Protagonists aside, I think that HxH‘s story is better crafted. This is the first series I’ve seen where the time line is pretty strictly adhered to in a way that makes sense, for starters. We are also given a good deal of background about two of the three supporting characters, Killua and Kurapika, who get major arcs and intense battles all to themselves. Unfortunately, the series also has an annoying tendency to entirely drop the supporting characters for seasons at a time, which can be tedious because of Gon’s steadfast attitude and lack of emotional growth.
On the other hand, YYH is really great about keeping the gang more or less all together; however, certain arcs (the Dark Tournament) go on far beyond their usefulness, in keeping with shonen anime traditions of the 1990s. We don’t get as much background information about the supporting characters as we do in HxH, which is a real shame because Kurama, Hiei, and Kuwabara are all fascinating, and extremely diverse, personalities.
HxH does have the upper hand in interesting female characters, as well. Even though Keiko, Botan, Shizuru, Genkai, and Atsuko of YYH are varied and active in the plot, they function mainly as cheerleaders or anchors and don’t have very much in the way of background or character growth. One of my favorite aspects of HxH is the character Melody/Senritsu. She is a Music Hunter who is able to hear things from a great distance, and who can calm people by playing her flute. Pretty average character in that respect, but she was also once exposed to a cursed song that caused her to become ugly and misshapen. She is the first ugly sympathetic character I’ve ever, ever seen in anime, and she is absolutely lovely to everyone, taking special care of Kurapika when his tendency to overextend himself gets the better of him.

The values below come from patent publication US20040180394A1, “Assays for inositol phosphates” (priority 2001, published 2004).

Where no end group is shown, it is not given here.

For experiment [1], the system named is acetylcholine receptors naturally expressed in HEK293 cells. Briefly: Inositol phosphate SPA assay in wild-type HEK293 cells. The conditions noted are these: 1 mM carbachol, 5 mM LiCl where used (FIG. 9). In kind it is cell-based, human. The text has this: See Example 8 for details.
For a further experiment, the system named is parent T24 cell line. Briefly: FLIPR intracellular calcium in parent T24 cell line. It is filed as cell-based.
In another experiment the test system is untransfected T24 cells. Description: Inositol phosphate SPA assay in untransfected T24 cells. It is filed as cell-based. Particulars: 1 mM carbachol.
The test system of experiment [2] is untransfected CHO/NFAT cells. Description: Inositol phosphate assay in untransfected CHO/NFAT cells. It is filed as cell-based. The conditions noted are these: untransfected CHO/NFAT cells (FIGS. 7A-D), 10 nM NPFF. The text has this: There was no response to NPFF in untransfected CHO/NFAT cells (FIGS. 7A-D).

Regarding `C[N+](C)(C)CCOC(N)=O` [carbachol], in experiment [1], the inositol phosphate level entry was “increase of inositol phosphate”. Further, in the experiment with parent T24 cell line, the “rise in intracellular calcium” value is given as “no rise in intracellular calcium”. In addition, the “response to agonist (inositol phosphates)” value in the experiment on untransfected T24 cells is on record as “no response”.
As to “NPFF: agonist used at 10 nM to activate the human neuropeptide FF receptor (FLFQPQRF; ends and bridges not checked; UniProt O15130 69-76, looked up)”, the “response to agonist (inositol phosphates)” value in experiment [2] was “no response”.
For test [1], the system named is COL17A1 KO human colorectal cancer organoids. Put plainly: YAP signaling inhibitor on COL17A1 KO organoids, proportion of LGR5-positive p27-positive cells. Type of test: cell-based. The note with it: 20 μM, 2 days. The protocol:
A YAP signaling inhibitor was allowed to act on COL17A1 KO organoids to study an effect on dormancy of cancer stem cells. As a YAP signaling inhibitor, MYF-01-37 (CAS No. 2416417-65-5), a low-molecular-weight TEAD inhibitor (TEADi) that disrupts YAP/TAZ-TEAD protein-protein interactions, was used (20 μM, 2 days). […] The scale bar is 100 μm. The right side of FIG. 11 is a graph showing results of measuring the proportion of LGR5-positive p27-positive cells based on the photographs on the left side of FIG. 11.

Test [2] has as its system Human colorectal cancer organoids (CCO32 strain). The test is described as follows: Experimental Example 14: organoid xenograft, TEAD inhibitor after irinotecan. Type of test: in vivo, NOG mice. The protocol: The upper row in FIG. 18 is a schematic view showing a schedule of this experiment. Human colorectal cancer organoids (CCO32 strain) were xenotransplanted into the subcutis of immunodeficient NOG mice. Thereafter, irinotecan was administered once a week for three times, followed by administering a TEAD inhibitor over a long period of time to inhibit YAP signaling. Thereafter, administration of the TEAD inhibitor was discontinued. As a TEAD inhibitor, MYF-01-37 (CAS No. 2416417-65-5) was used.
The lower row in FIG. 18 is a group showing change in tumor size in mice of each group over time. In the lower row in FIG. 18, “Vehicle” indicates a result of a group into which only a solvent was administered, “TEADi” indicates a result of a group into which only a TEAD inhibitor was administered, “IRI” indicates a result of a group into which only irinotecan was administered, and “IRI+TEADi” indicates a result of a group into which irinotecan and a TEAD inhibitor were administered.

In addition to Melody, there is a host of physically or emotionally strong female characters present in HxH, many of whom are villains. In fact, many of the villains, though certainly morally reprehensible people on the whole, are fully fleshed out characters with whom the audience can sympathize. Togashi does attempt this kind of sympathy for the devil in YYH as well, with the character of Toguro, but his background is not nearly as fleshed out.
On the whole, Hunter x Hunter certainly benefits from having been a later work in Yoshihiro Togashi’s repertoire. Whether be from inexperience or stress or lack of ideas, Yu Yu Hakusho was only ever fated to be a really good beginning for the mangaka’s later success. I will probably always prefer YYH to its successor, partially out of nostalgia and partially out of a personal need to have a realistic protagonist. However, I can concede that it merely planted the seeds for a series that would finally display Togashi’s true sensibilities as a creator of shonen storytelling.
The old Hunter X Hunter was aimed at the younger crowd. The new Hunter X Hunter is meant to draw that, now older, fan base back. I think because of Gon’s age, it lulls the viewer into thinking it’s something else at times, but it always goes dark. What makes the show unique is its world is adult and its perspective is often through children.
Well, the old anime series diverged a lot more from the source manga than the current anime series. The fact of the matter remains that the laws in Japan regarding censorship for childrens’ material is far more lax than in the States; when the manga was translated into English, Shonen Jump decided to put it into Jump Advanced, geared toward older teens instead of their regular 13+ crowd. Of course, Shonen Jump in Japan has a much younger readership, or a larger age range anyway, because of the aforementioned lack of strict violence censorship.